Conservationists in Cyprus are calling for action after the massacre of nearly 50 endangered falcons by illegal hunters.
The killing of the red-footed falcons during their migration has prompted particular anger as the birds have just been reclassified from "vulnerable" to "globally threatened".
Bird Life Cyprus has called for an immediate ban on shooting on the entire Akrotiri peninsula, west of the resort of Limassol.
Martin Hellicar, from Bird Life, said farmers found the pellet-riddled birds lying in a tight cluster on a citrus farm. Another six birds were found shot but still clinging on to life.
"Globally near-threatened is as bad as it gets, which makes this one of the worst cases of illegal bird killings ever reported in Europe," said Mr Hellicar.
The red-footed falcon is strictly protected throughout the EU after a sharp decline in population in its main breeding grounds in eastern Europe.
Cyprus is right in the middle of one of the main migration routes for birds heading for the African warmth during cold European winters and conservationists have been battling hunters for decades over the right to shoot or trap the birds as they pass over the island.
The Greek-Cypriot government has had regular run-ins with the European Commission over the issue and earlier this summer received an official warning from Brussels after Nicosia sanctioned the spring bird shooting season for the first time in 14 years.
Bird experts who examined the scene of the slaughter in Fassouri said that the shooters appeared to be trained marksmen as there were only 52 spent cartridges found. It appears the birds were shot for target practice.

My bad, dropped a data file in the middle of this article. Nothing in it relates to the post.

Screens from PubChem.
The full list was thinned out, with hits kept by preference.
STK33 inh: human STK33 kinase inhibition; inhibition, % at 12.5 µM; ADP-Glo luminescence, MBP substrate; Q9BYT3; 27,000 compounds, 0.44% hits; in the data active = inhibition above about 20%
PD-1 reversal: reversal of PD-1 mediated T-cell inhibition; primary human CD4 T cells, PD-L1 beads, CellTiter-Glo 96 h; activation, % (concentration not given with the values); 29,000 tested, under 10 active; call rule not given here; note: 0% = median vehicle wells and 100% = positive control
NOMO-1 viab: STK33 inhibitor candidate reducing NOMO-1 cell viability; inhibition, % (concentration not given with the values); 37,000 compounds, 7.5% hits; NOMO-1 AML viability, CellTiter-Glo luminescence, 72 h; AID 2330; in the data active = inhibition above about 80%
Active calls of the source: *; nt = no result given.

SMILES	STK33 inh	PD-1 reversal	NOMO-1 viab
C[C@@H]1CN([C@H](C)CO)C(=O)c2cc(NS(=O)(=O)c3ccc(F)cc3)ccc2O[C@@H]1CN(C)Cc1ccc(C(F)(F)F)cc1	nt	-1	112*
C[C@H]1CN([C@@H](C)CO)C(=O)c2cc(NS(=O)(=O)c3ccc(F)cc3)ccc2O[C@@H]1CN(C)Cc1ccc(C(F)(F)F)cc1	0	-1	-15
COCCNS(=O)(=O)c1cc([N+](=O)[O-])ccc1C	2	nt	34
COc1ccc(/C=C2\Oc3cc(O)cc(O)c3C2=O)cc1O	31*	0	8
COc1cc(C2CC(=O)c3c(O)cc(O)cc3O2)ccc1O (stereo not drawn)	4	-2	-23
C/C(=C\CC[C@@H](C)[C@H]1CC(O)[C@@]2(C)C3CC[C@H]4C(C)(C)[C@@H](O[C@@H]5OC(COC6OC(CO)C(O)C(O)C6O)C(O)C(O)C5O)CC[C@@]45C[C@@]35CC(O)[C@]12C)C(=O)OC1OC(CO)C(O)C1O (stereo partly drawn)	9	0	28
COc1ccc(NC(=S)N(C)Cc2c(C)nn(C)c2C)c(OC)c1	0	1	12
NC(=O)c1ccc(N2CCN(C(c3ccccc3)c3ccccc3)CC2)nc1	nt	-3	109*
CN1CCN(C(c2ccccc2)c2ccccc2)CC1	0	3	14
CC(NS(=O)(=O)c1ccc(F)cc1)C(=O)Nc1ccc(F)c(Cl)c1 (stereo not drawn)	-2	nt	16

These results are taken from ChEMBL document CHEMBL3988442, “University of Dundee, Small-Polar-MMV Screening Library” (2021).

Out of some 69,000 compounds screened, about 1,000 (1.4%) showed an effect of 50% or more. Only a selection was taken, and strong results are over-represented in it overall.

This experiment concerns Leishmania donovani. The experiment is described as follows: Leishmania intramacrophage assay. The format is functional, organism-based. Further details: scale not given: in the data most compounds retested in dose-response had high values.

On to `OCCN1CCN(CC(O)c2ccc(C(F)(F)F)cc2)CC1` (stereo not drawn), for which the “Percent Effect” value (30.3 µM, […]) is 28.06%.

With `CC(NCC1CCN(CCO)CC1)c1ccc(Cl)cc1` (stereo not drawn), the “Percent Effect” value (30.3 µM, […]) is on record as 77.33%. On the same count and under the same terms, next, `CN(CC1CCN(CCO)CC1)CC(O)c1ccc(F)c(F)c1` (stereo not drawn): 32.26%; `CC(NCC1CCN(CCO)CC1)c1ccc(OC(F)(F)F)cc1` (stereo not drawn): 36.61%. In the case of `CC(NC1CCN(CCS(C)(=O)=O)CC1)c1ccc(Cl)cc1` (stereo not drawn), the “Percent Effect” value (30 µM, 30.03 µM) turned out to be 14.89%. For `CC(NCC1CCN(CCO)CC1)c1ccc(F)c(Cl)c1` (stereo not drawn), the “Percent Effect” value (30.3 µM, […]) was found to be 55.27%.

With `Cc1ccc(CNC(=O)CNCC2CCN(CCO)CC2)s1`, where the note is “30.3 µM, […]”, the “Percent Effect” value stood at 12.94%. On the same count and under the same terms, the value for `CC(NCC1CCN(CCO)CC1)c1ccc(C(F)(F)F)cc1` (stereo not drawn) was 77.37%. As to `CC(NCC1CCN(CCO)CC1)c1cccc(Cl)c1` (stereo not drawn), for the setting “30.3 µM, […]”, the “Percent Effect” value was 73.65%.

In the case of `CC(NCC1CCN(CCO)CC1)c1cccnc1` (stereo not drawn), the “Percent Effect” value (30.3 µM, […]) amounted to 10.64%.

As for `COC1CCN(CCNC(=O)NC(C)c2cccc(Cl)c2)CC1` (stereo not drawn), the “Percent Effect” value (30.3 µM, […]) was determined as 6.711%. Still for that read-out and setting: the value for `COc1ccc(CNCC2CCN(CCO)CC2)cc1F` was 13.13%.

Mr Hellicar said: "To put it in context, the whole population of Bulgaria could be 50 red-footed falcons, so it is possible that, being colonial nest-birds, and that they also travel together in migration, that this shooting incident, this vandalism actually wipes out the entire red-footed falcon population of Bulgaria."
The red-footed falcon is a close relative of the British kestrel. The male is a slate blue, with a reddish colour around the breast and legs, and the female is a striking orange colour.
The massacre is being seen as a setback for conservationists in Cyprus who had expressed guarded optimism that attitudes towards hunting were beginning to change.
"It's very depressing for us; we've been working very hard for a number of years now, trying to clamp down on illegal shooting and illegal bird-trapping in Cyprus," said Mr Hellicar. "We like to believe we're making progress. But this kind of thing really sets us back, it is the worst incident of its sort in recent years."
Although almost all the Akrotiri peninsula is a protected reserve, a narrow coastal strip along the west is opened for hunting of turtle dove and quail from early September to mid-October. But the real draw for many hunters is not the legal quarry but the huge numbers of birds such as bee-eaters and yellow wagtails, both strictly protected species under Cypriot and EU law.Reuse content